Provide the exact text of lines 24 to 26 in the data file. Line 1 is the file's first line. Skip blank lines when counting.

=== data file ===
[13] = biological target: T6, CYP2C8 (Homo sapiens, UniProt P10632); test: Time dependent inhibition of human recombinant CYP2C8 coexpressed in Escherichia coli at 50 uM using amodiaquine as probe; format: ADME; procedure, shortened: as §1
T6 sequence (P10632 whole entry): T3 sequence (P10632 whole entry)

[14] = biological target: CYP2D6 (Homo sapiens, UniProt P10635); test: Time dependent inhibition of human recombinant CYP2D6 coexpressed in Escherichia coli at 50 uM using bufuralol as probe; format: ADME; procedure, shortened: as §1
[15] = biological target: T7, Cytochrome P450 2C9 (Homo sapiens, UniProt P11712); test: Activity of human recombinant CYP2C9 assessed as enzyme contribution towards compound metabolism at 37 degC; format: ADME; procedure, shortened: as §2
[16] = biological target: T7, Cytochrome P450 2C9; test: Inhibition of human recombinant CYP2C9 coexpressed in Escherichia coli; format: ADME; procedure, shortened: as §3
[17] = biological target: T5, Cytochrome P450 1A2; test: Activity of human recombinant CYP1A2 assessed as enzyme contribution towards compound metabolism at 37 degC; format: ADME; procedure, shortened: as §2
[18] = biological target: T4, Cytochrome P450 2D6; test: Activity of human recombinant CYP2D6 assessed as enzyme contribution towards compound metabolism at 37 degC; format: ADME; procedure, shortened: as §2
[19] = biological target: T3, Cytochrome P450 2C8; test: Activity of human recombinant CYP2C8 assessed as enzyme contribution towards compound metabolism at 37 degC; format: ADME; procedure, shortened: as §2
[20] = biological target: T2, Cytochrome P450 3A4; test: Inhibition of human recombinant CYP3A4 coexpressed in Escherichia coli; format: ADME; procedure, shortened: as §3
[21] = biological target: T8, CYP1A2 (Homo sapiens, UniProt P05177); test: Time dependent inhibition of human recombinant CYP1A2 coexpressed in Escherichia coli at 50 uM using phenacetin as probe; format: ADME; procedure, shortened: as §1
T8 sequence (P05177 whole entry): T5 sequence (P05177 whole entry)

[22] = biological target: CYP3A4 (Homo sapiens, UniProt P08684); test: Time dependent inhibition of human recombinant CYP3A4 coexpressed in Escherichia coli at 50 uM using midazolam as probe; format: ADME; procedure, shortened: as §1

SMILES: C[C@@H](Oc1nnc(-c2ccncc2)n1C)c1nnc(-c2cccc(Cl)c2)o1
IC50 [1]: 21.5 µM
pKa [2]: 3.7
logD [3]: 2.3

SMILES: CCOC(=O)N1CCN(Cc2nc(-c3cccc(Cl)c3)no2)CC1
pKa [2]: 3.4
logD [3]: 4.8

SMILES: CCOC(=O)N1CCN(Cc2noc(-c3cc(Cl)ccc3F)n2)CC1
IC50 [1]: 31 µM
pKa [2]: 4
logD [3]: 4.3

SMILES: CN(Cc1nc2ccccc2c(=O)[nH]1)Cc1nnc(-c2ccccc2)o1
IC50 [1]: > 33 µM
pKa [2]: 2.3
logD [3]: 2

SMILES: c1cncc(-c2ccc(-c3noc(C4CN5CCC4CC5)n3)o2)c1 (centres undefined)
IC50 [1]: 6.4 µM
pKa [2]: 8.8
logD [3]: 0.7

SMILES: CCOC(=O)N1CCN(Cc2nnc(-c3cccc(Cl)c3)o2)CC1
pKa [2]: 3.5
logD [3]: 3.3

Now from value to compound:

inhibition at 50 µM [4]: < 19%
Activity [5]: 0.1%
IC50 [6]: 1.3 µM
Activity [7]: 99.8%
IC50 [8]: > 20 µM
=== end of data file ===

SMILES: CN(Cc1nc2ccccc2c(=O)[nH]1)Cc1nnc(-c2ccccc2)o1
IC50 [1]: > 33 µM
pKa [2]: 2.3